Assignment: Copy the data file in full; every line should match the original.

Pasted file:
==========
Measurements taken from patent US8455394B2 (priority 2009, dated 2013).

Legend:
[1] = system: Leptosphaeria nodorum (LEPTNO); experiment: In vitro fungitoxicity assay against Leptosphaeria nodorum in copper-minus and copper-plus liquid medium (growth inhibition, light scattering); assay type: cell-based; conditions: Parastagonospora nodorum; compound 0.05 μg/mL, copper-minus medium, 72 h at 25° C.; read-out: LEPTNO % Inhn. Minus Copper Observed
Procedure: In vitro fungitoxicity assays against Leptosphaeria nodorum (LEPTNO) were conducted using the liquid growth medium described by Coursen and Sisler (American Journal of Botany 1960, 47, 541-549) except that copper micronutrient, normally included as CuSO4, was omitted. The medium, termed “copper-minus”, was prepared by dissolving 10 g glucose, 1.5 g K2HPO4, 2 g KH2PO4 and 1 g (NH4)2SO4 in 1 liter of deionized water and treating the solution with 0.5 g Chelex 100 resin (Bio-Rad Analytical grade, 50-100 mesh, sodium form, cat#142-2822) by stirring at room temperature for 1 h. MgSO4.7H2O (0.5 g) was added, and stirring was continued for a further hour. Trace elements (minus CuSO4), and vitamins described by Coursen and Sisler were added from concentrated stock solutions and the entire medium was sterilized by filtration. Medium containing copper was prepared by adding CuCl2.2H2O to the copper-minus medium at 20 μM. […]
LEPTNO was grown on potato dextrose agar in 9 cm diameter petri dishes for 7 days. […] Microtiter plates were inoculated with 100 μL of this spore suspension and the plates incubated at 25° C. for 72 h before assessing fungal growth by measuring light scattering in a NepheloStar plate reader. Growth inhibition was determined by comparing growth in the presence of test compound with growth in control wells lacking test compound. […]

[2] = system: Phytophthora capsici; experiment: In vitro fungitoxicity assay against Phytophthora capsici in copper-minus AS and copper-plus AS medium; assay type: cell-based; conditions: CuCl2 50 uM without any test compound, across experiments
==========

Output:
Measurements taken from patent US8455394B2 (priority 2009, dated 2013).

Legend:
[1] = system: Leptosphaeria nodorum (LEPTNO); experiment: In vitro fungitoxicity assay against Leptosphaeria nodorum in copper-minus and copper-plus liquid medium (growth inhibition, light scattering); assay type: cell-based; conditions: Parastagonospora nodorum; compound 0.05 μg/mL, copper-minus medium, 72 h at 25° C.; read-out: LEPTNO % Inhn. Minus Copper Observed
Procedure: In vitro fungitoxicity assays against Leptosphaeria nodorum (LEPTNO) were conducted using the liquid growth medium described by Coursen and Sisler (American Journal of Botany 1960, 47, 541-549) except that copper micronutrient, normally included as CuSO4, was omitted. The medium, termed “copper-minus”, was prepared by dissolving 10 g glucose, 1.5 g K2HPO4, 2 g KH2PO4 and 1 g (NH4)2SO4 in 1 liter of deionized water and treating the solution with 0.5 g Chelex 100 resin (Bio-Rad Analytical grade, 50-100 mesh, sodium form, cat#142-2822) by stirring at room temperature for 1 h. MgSO4.7H2O (0.5 g) was added, and stirring was continued for a further hour. Trace elements (minus CuSO4), and vitamins described by Coursen and Sisler were added from concentrated stock solutions and the entire medium was sterilized by filtration. Medium containing copper was prepared by adding CuCl2.2H2O to the copper-minus medium at 20 μM. […]
LEPTNO was grown on potato dextrose agar in 9 cm diameter petri dishes for 7 days. […] Microtiter plates were inoculated with 100 μL of this spore suspension and the plates incubated at 25° C. for 72 h before assessing fungal growth by measuring light scattering in a NepheloStar plate reader. Growth inhibition was determined by comparing growth in the presence of test compound with growth in control wells lacking test compound. […]

[2] = system: Phytophthora capsici; experiment: In vitro fungitoxicity assay against Phytophthora capsici in copper-minus AS and copper-plus AS medium; assay type: cell-based; conditions: CuCl2 50 uM without any test compound, across experiments